We’ve all experienced a career setback. Maybe you didn’t get the job you wanted or you were laid off due to circumstances beyond your control. But sometimes, these events are just the push you need to make a necessary change.
Whether you’re employed or unemployed, looking for full or part-time employment, in the hunt for consulting or freelance work, or even if you’re not interested in changing jobs right now, taking a systematic approach to your job search is one of the most effective ways to grow your network and prepare for unexpected changes.
Are you feeling stuck in your current position? It’s time to reposition your resume so you can find the job you want. Whether you’re an accountant who wants to go into sales or an operations manager who dreams of being a personal trainer, you face the same challenge: convincing people that, even without the experience, you can handle the new position. Here’s how to position yourself for the job you want, even if you’ve been typecast in the same role for years:
Career advice can be as vast and varied as the stars in the sky. Some comes and goes throughout the decades while others appear to be timeless tidbits of wisdom. Your friends say it, your mother says it, heck, career counselors may even say it. However, that doesn't mean it's always the best advice.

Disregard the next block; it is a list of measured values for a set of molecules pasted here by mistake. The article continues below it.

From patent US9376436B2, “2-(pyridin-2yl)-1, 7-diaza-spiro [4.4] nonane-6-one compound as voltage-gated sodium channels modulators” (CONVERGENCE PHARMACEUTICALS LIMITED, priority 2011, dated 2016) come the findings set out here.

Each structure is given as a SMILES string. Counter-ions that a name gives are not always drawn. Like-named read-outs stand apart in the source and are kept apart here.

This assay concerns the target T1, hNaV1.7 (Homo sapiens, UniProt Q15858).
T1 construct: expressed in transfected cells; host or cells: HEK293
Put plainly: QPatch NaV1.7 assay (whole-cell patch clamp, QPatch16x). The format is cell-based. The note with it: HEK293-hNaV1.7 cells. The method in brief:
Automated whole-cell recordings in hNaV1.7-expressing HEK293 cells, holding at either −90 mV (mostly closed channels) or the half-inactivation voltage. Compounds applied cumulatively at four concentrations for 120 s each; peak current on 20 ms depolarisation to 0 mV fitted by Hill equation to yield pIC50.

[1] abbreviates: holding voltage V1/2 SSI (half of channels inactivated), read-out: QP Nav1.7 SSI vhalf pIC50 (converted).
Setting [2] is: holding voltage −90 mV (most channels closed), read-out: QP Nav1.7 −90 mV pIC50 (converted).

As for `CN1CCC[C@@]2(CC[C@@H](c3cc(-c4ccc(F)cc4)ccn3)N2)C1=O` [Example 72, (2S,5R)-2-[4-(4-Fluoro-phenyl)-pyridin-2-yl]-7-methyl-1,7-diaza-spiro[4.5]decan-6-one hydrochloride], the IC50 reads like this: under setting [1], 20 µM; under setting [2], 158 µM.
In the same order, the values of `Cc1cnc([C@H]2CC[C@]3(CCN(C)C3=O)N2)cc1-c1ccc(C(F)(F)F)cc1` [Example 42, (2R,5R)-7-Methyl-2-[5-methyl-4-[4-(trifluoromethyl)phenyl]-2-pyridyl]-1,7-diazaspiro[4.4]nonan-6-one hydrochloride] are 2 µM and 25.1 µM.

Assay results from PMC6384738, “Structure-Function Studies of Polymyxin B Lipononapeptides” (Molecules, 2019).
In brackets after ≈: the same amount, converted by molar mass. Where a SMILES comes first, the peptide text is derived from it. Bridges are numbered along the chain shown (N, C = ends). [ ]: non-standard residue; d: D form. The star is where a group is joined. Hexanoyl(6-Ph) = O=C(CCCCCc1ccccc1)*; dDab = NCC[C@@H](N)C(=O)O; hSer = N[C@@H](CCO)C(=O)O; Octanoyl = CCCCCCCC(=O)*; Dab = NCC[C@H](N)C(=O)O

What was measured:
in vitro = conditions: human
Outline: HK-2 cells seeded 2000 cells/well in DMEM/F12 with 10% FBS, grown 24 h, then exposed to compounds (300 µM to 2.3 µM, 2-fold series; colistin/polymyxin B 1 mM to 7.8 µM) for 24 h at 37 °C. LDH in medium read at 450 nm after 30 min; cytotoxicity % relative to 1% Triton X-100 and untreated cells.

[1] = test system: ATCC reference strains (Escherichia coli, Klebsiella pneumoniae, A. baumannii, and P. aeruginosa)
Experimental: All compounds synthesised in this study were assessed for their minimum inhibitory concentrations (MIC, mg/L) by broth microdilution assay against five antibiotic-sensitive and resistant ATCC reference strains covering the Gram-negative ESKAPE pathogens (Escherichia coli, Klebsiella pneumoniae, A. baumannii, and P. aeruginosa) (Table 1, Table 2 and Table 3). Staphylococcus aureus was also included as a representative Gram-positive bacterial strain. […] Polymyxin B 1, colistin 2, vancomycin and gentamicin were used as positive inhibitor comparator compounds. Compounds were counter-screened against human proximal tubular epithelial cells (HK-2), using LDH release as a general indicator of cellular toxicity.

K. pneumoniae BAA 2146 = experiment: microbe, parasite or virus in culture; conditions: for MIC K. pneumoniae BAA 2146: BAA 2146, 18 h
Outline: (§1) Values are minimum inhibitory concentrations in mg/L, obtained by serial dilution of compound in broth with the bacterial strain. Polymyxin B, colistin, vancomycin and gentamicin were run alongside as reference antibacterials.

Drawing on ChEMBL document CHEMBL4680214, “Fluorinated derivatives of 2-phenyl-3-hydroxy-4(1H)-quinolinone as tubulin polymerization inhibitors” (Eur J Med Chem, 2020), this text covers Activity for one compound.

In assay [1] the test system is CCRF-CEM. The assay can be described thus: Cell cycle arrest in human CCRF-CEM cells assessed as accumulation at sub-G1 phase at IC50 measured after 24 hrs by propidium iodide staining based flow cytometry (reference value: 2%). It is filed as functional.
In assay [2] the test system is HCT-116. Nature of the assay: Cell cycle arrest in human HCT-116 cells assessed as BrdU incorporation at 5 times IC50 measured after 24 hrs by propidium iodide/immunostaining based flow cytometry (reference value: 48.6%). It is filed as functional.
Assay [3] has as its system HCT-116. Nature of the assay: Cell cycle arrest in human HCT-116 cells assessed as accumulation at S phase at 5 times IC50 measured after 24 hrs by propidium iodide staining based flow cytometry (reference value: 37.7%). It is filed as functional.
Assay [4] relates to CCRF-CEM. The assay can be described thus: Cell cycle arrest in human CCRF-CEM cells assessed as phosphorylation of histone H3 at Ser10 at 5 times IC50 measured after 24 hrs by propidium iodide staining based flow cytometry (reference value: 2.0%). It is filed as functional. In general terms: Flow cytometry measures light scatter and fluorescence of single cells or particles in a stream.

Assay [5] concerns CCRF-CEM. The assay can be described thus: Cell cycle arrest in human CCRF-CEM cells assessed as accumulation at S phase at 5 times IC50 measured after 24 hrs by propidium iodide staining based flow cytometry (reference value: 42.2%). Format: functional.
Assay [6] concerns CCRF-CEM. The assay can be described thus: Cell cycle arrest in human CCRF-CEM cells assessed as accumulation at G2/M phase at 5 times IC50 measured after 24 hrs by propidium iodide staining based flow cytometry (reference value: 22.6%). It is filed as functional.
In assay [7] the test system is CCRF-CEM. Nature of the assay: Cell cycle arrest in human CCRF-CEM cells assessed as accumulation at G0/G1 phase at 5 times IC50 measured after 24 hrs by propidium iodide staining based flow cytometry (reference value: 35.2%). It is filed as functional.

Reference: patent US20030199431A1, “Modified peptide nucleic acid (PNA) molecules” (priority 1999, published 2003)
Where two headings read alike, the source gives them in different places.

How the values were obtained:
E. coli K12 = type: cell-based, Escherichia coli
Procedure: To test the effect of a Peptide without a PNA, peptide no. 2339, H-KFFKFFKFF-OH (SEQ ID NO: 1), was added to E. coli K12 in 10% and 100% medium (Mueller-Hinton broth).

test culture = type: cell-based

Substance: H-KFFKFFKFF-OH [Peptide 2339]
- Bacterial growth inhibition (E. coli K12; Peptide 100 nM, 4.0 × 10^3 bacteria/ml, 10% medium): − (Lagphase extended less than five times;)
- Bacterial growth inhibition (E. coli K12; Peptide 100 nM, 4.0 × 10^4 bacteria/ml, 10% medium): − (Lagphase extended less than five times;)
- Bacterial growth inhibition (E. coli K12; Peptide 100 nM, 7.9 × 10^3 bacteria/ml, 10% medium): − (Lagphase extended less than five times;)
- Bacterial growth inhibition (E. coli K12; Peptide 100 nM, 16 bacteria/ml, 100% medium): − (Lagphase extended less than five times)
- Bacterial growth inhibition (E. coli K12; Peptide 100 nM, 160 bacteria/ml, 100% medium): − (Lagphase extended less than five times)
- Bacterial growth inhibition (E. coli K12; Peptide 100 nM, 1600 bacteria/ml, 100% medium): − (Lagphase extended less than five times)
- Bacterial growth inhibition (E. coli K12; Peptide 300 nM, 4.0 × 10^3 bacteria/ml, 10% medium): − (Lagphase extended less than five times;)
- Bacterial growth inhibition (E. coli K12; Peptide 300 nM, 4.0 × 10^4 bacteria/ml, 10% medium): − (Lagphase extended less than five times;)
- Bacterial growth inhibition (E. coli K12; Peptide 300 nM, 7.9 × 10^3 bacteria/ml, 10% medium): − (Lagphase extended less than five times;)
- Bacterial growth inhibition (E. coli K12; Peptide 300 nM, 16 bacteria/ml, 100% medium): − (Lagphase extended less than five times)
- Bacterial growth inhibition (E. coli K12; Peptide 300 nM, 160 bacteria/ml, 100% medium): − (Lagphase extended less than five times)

Job hunters and applicant tracking systems are like vinegar and oil. The two can feel like they're almost impossible to mix together.
However, with a bit of vigorous shaking, that vinegar and oil can become a nice salad dressing. To shake up a stalled job search, it's time to stop believing an ATS is your enemy and start understanding how they work so you can use them to your advantage. Getting the facts is a great place to start.
You’ve heard the theory: the more people you ask about job openings, the more likely it is that you’ll eventually stumble into an open position. So you reach out to everyone you know and get referred beyond this circle. But this kind of networking won’t get you much job search traction. Your outreach should be more carefully crafted and executed.
For years Goldman Sachs visited elite schools like Harvard and Yale to interview promising undergraduates in person. Last year, the financial behemoth changed it's recruiting methodology dramatically.